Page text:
Gloom and doom? A 180 perspective could change your life.

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"We can be taught a positive perspective."

Gloom and doom? A 180 perspective could change your life.
When clients come to us, it is because they have experienced a loss. Many times, it’s a loss of a spouse. Sometimes it’s a loss of health – a fall that resulted in a broken hip; a recent diagnosis of a debilitating illness or disease. Most times it’s a loss of independence. Their perspective, affects the quality of their life, the state of their mental health and sadly, their prognosis.
I read about a research group that trains school psychologists on techniques to improve students learning and overall mental health. One elementary age girl, wrote about a history of bad grades in English. She was disinterested, lacked discipline regarding her homework and had never gotten a good grade in English, not surprising,  she hated English.
Then something changed – she got a new English teacher. The teacher was always paying attention to her. She checked to make sure she did her homework, she encouraged her to answer questions. She taught all her students how to study. She made clear her goal was to get her students to like English.  The results was a transformed student. We can be taught a positive perspective.
A senior client shared with me, that she recently lost her husband of 65 years, she experienced a recurrence of an illness that hadn’t affected her in years, and she was dealing with a recent injustice done to her – she said, “I just want to give up.”
As I listened to her, I thought, everyone has challenges. The young, the old, the rich, the poor, we all face problems at some point in life. I promise you, this isn’t a misery loves company response; it’s the realization that we are all dealing with something. How we respond to our somethings, is all we have control over.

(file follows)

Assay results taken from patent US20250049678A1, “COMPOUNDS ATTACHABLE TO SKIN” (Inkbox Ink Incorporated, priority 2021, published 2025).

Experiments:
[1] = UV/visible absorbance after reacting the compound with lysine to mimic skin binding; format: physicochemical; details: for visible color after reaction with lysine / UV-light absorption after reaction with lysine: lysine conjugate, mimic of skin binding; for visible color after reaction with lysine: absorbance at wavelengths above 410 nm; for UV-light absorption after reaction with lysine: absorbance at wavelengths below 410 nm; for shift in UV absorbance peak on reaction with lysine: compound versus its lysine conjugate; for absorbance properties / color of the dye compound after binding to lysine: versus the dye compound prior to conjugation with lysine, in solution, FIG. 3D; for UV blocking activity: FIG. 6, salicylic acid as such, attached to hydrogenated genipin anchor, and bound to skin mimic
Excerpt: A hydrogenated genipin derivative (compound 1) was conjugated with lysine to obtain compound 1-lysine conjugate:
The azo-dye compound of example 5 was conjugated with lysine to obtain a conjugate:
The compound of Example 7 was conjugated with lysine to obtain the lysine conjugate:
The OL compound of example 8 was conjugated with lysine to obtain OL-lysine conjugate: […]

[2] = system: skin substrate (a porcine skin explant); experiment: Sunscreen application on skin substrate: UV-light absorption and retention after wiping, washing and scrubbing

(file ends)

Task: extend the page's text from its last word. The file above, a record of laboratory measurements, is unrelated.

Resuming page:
Here are four steps, I have been practicing as I work at developing a positive perspective
  1. Take control of your brain: We have a certain internal dialogue we tell ourselves daily. Change the dialogue. This takes effort and will-power. For many of us, it’s a minute by minute, deliberate decision to change the on-going pessimistic recording, we’ve become used to playing in our minds. Make that decision, with time, you’ll develop a new dialogue, one of hopefulness and possibility. You are worth the effort.
  2. Think optimistically: Stop worrying that if you hope, and it doesn’t work out, that you’ll be crushed. You’re crushed now! So hope-filled living, optimism, really is your last resort.  Dr. Seuss said, “Don’t cry because it’s over, smile because it happened.” Perspective affects response. Think happy senior citizenspositively.
  3. Decide daily to live in the present; It is easy to worry about the future and dwell on past regrets – you can’t re-do yesterday, just decide to learn from it and move on.  We definitely cannot ensure a perfect tomorrow, but how you live today, could influence your tomorrows, so live gratefully today, do all you could do, should do and must do TODAY. This is alleviate future regrets by the way.
  4. Accept change; This doesn’t mean that you have a pessimistic, poor me, my life is over, response to your current crisis. You simply accept that the only constant in life, is change. Yes, I broke my hip, yes, I’m heading to rehab, yes, I’ll need some help at home, my life is changing, but my life has changed before. I often say to my kids, when they’re sad about a game loss, or disappointed about a grade – nothing last forever, this too will change.
One of the best pearls to live by, is Charles Swindoll’s famous quote, “The longer I live, the more I realize the impact of attitude on life. Attitude, to me, is more important than facts. It is more important than the past, than education, than money, than circumstances, than failures, than successes, than what other people think or say or do. It is more important than appearance, giftedness, or skill. It will make or break a company … a church … a home. The remarkable thing is we have a choice every day regarding the attitude we will embrace for that day. We cannot change the inevitable. The only thing we can do is play on the one string we have, and that is our attitude … I am convinced that life is 10% what happens to me, and 90% how I react to it. And so it is with you … we are in charge of our Attitudes.”

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